If you’ve never had a child leave home, you may see something entirely different in the video clip I’ve included in this post. And even if you had, you may still see something different. But my wife and I loved it and I hope you will at least find it enjoyable.
Robins: 4 Eggs, 4 Weeks from Fred Margulies on Vimeo.
Postscript. Things were not easy at first, but he eventually found a job and his girlfriend found part-time work. After several months in Nashville, they moved to Murfreesboro where his girlfriend went to graduate school. He continued to work in Nashville for a short period, then found a job with Middle Tennessee State. The Nashville area really is a great place for young people and they loved it. But my wife and I continued to remind my son that Asheville rhymed with Nashville and was a pretty cool place too. They were married, she finished school, and the “Tennessee Tates” (their name for themselves at the time) moved back to NC. They settled first in Asheville and now live in Hendersonville. Much like the little robins in the video, our son and his wife proved they were ready to fly. And also much like the mother and father robins, it took a little time for us to fully accept that we had done our job and our nest was empty.
By Claude Tate
I’m not signed onto Facebook. I don’t “tweet”. And I’m not a blog kind of guy. I created a blog several years ago for a class assignment and when the class was over it rapidly died from extreme inattention. I just don’t get into social media. So as I enter into my participation in our BLS Blog, I do so with a great deal of trepidation.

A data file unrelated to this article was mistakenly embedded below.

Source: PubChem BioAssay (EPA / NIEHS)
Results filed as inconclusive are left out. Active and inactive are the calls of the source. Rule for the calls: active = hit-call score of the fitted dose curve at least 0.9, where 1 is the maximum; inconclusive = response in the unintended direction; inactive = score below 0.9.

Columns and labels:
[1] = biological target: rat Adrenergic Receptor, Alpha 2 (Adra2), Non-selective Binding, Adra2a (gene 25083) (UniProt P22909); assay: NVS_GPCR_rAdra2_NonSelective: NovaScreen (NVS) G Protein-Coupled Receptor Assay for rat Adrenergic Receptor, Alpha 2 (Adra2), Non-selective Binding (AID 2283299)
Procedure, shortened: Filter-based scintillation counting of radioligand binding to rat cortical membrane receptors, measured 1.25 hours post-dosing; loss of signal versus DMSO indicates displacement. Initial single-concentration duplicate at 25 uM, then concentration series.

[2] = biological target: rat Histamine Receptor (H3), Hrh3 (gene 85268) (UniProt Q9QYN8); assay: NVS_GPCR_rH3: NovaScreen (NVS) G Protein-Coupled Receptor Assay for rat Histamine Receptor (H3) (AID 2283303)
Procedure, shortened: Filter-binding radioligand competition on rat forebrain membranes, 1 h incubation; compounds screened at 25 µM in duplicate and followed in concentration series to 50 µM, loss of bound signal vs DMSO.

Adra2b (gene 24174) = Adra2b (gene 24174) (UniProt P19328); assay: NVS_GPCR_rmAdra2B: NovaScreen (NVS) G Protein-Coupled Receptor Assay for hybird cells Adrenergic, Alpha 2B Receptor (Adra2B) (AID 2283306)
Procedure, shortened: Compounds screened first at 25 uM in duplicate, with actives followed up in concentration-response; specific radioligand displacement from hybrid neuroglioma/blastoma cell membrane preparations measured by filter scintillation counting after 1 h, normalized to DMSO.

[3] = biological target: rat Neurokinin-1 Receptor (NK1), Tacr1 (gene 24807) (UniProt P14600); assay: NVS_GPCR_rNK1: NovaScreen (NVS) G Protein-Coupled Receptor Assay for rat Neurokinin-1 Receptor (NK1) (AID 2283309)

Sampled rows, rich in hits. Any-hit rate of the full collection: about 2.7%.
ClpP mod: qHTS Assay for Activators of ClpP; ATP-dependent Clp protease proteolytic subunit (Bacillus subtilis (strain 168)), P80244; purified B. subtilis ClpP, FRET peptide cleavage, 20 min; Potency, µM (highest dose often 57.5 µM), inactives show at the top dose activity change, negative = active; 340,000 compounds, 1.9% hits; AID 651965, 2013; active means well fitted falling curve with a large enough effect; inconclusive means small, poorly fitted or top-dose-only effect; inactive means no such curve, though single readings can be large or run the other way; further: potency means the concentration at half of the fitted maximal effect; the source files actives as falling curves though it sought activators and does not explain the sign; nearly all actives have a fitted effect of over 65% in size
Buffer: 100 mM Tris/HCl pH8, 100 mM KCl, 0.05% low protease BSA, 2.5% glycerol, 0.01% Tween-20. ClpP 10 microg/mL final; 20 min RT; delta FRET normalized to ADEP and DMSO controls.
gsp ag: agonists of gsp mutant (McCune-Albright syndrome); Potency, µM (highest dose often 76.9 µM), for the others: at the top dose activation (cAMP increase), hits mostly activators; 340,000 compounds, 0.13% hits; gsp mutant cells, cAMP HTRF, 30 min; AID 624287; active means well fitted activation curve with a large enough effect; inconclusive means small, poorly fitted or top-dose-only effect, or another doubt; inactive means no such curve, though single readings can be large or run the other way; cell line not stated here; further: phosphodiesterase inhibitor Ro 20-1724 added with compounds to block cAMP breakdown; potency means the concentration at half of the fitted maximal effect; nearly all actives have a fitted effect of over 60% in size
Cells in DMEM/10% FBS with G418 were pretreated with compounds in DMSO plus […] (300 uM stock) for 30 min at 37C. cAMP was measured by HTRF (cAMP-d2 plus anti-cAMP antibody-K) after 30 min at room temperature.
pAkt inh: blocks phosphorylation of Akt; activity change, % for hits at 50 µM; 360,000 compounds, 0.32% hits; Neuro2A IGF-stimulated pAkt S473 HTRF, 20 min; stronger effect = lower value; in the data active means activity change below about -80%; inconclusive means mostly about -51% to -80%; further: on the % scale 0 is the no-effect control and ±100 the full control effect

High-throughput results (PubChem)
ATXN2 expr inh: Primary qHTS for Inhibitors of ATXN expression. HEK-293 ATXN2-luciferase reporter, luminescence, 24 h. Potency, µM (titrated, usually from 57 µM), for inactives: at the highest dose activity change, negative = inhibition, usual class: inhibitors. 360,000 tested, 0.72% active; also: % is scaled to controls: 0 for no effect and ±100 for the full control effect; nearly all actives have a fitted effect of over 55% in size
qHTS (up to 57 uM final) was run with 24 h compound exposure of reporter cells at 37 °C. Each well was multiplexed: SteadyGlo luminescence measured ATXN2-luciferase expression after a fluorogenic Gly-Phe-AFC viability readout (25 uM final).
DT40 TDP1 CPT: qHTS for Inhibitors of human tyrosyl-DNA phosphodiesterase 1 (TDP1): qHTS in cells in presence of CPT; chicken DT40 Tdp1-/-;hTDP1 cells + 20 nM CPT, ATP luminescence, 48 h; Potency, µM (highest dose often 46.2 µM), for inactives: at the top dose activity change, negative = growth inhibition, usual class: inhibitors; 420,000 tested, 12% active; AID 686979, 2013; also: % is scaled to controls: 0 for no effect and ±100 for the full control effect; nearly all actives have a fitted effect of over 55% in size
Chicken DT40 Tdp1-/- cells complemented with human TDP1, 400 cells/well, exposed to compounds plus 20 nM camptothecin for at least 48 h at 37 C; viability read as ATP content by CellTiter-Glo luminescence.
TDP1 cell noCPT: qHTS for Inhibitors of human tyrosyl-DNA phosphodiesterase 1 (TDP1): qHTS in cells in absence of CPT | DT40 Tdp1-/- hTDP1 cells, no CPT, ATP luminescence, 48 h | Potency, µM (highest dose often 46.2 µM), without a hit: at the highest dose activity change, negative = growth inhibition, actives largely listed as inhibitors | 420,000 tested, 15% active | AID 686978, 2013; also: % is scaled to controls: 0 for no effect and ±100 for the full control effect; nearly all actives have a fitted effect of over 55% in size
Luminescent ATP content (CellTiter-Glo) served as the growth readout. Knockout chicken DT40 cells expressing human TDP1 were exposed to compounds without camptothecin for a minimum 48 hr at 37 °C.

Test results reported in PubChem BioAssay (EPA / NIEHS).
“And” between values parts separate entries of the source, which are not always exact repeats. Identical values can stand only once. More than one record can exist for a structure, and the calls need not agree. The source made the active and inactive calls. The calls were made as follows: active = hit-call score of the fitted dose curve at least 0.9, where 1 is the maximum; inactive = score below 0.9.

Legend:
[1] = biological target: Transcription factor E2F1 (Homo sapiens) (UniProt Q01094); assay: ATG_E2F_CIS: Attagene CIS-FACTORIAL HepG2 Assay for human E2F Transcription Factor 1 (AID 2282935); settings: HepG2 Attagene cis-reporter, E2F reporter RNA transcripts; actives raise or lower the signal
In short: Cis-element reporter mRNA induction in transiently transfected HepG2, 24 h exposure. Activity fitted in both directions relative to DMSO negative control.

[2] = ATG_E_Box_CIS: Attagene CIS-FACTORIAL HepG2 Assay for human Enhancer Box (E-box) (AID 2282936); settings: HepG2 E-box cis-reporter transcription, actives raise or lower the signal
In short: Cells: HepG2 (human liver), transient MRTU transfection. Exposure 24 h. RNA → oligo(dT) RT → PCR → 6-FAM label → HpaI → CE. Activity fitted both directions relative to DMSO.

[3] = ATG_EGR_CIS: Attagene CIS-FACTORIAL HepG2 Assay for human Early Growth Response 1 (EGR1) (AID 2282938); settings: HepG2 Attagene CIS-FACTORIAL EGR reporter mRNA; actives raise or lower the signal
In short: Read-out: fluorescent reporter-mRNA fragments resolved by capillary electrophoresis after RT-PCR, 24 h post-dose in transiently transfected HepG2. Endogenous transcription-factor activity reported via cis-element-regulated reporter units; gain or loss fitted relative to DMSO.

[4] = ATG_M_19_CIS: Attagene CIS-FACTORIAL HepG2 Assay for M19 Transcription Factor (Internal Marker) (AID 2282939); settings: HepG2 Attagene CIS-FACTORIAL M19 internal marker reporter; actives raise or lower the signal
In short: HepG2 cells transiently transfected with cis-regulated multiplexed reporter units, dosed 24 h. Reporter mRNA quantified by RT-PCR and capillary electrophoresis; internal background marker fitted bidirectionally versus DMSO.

Coming up with something to say that someone will read voluntarily is really my biggest hurdle. There’s an episode of “Seinfeld” in which Jerry and George are trying to sell their show about “nothing” to NBC executives. When asked what the show would be about, George said “nothing”. When they asked why people would watch such a show, he replied because it was on TV. I hope that reasoning applies here. It will be my experiment in “if you write it in a blog, someone will read it.”
These things always evolved, but at least for now, my intention is to just focus on things that I find of interest, and not necessarily connected to my classes. In fact, while there may be some references to things I discuss in class, I hope to use it to write about things I normally would not discuss or at least discuss at any length in class. So be prepared for the mundane as well things that may be a little different. Just please do not set your expectations too high.